Talbot Forest Trekking and a “Sh*t Happens” Day
Today is one of those days. Yep, you even get them on an epic gap year in New Zealand doing 365 Days: 365 Activities. When the first thing goes wrong, you think, hey it’s no big deal… But then after the second second thing then the third, topped with a fourth… Jeez, you just start to think that the universe has it out for you just for today!
Cancelled plans and a grumpy Frenchman
That first thing that “goes wrong” but isn’t such a big deal, is that our canyoning trip in Geraldine is cancelled. Sure, it would have been fun, but we can find an alternative activity for day 206 on the road – no problem. Although it doesn’t sound quite as exciting as canyoning, the only thing we can think to organise at last minute is to do a short walk later in the afternoon. Speaking of organisation, Robin has been getting himself in a serious grump trying to organise next week, when plans are falling through. Although Robin can appear to be an outspoken angry Frenchman, he is never really grumpy or unhappy. Something weird is happening… Oh well, what can you do? We just continue our day as normal…
Talbot Forest: our saviour of the day
Thanks to a recommendation from Paulette and Craig, the hosts at the Rawhiti Backpackers, we head to the outskirts of Geraldine to Talbot Forest.
Conversations with a piwakawaka
It’s only a five minute drive to the forest, which has a network of trails all linking together at some stage. The first track we take is the Kaikahikatea Track, named after the tallest trees found in this mixed native forest. It’s a short steep climb uphill with the forest floor carpeted with fallen leaves (in summer?!). We stop at an information panel to read about the early Maori settlers of the forest, when a young fantail (piwakawaka in Maori) sits on a tree branch right in front of us and checks us out. What’s with all these inquisitive birds we’ve been spotting lately? The latest of which was only two days ago in the Orari Gorge Reserve.
Wildlife galore in Talbot Forest
The fantail is not the only wildlife we see in this forest. We can hear the clumsy wings flapping of the oversized native pigeon, the wood pigeon, flying overhead and the melodic calls of the bellbird. But their either too high or too quick to spot. Another information sign indicates that Talbot Forest is home to New Zealand’s only native land mammal, a species of bat. Unsurprisingly, in the late afternoon with the sun blazing, we don’t see one.
The sun bursting through the trees does, however, reveal butterflies, moths, bees and blue dragonflies. No wonder we can hear so many birds in Talbot Forest.
Ancient trees and army trees
The Totara Track leads us into part of the forest holding the totara trees around 800 years old. These giants of the forest used to be used by the Maori to make their canoes (waka). Their height and girth really do stand out among the forest!
We join up with the Reservoir Track, that we guess is named after a huge reservoir just casually sitting in the middle of the forest. After passing the reservoir, we head deeper down the Matai Track. Matai is perhaps the weirdest tree of them all, with bark that looks like army cameo used for camouflage.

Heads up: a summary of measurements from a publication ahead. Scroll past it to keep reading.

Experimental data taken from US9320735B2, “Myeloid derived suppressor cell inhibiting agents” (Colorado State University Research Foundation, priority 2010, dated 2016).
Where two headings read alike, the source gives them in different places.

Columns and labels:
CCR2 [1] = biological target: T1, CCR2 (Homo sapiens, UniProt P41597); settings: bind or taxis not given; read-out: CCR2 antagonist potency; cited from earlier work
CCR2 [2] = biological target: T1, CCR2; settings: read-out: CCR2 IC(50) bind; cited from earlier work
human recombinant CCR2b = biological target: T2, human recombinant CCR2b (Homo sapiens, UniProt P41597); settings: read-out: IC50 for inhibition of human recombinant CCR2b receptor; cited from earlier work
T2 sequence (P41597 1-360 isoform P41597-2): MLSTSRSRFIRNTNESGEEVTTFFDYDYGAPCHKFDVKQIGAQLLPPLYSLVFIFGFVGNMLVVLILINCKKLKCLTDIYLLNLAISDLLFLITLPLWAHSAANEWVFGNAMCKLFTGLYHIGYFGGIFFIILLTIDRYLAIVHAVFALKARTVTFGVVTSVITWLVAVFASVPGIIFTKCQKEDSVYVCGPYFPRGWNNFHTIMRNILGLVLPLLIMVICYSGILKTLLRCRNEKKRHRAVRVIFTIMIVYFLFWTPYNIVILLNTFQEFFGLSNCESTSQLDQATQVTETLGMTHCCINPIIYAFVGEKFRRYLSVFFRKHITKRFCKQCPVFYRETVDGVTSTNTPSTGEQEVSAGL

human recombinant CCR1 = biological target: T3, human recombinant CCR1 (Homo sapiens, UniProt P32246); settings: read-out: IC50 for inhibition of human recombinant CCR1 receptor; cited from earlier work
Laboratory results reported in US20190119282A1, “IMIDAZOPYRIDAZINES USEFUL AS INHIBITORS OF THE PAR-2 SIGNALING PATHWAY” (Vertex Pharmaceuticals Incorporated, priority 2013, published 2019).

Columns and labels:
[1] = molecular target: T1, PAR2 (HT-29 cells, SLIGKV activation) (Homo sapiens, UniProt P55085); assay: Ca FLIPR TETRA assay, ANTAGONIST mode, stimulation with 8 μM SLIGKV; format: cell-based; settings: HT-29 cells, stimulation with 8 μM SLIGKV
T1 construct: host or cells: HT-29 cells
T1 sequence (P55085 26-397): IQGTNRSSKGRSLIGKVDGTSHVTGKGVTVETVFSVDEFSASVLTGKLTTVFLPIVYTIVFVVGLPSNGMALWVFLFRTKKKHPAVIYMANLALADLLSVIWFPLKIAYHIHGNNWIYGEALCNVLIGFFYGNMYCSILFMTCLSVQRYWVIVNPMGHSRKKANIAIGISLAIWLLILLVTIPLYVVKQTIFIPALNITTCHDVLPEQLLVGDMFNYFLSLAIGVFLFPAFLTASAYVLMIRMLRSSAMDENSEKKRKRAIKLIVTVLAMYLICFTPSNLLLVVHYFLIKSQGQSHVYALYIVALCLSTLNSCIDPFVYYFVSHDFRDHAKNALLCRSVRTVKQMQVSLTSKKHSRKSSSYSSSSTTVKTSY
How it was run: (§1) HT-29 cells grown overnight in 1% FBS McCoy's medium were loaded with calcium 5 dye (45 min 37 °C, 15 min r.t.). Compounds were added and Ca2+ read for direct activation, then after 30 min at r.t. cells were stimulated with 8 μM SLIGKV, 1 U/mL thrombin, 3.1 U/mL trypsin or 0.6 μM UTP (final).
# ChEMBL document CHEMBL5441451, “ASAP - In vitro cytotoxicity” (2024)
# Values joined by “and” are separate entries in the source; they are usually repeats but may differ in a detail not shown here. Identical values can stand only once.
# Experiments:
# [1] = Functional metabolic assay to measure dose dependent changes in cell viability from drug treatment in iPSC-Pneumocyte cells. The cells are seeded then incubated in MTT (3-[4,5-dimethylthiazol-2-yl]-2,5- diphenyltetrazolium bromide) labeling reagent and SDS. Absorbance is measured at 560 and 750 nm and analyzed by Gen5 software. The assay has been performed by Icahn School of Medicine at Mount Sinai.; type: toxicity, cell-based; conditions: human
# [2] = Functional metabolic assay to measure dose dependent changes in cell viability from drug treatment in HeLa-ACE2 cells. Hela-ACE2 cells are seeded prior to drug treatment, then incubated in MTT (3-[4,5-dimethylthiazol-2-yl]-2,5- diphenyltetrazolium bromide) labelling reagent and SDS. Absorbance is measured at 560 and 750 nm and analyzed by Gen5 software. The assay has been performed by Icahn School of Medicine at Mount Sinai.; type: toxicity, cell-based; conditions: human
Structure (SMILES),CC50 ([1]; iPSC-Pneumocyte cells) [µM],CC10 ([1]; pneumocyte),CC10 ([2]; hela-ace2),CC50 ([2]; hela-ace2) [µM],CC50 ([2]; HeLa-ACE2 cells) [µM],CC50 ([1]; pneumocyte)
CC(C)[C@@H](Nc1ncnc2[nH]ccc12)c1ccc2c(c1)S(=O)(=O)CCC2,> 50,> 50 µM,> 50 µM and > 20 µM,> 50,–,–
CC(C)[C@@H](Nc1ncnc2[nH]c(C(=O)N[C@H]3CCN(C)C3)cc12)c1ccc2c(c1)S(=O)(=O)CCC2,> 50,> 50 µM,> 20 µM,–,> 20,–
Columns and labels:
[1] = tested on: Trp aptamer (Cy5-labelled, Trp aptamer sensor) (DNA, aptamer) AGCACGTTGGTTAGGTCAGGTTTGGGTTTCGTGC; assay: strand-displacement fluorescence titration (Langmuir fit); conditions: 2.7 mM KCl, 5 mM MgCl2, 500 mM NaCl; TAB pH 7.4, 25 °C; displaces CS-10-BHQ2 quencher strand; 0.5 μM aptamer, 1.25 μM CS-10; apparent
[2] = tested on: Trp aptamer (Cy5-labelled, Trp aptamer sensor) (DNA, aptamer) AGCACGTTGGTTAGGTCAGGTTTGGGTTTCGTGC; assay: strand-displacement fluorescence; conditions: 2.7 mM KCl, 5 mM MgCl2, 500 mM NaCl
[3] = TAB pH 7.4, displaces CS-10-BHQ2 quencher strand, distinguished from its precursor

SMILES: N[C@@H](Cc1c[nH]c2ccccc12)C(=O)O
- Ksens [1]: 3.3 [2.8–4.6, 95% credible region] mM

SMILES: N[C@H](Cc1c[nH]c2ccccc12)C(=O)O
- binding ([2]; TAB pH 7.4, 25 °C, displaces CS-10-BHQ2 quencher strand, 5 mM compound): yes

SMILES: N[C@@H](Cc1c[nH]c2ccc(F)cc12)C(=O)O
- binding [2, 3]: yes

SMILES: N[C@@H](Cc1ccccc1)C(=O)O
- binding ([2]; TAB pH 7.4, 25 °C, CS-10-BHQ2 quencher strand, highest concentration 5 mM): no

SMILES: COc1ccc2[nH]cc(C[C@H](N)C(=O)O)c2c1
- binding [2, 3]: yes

This part of the forest also looks like it is being taken over by vines and roots. Every now and then, the walking track disappears under a tree root. Vines grow on anything they can find whether it’s a tree or each other, creating the perfect spiral around branches. It looks too artificial to believe this is nature!
The network of walks only lasting about 10 minutes each, finally loops back around to where we parked our campervan. Yes, although we could have walked to Talbot Forest from the hostel in 20 minutes, we decided to drive. Oh, how we wished we had walked…
A supermarket visit gone wrong
On the way back to Rawhiti Backpackers, we decide to stop at the supermarket to get a couple of supplies. As we park up alongside the supermarket, we hear a bang and our campervan stops. We’ve clearly hit something.
“Reverse! Reverse!” Laura shouts.
We can’t tell what has happened until we get out of the van. A series of low-hanging beams are keeping a solid awning up alongside the supermarket. One of those beams has created the perfect beam dent right in the corner of our campervan right where we sleep. Sh*t!
What does this mean for the rest of our trip?
Although the insurance has covered it and there are a few panelbeaters in Christchurch we can take it to in a few days time, we don’t know how long it’s going to take to fix it. Gah, this is so annoying! But, it could be worse… At least we still have jandals to wear on our feet…
And just to top it off…
As Robin comes back down from a ladder he has been using to take photos of the dent in the van, he brakes his jandals. Noooooooooo!
And that, ladies and gentlemen, was our “sh*t happens” day.
Tomorrow, we’ll pick ourselves back up, hope it doesn’t rain into our campervan, and find something to do on the the drive to Methven. See you then!
Shhh, you'll wake UP the baby fern
Shhh, you'll wake UP the baby fern
Spherical Image - RICOH THETA
Shhh, you'll wake UP the baby fern Spherical Image - RICOH THETA
That’s awesome! Get your eyes on these articles:
- Buying a Car in New Zealand Step by Step
- 6 Essential Pitstops for Your South Canterbury Road Trip
- 10 Ways to Protect New Zealand’s Forests
See you tomorrow!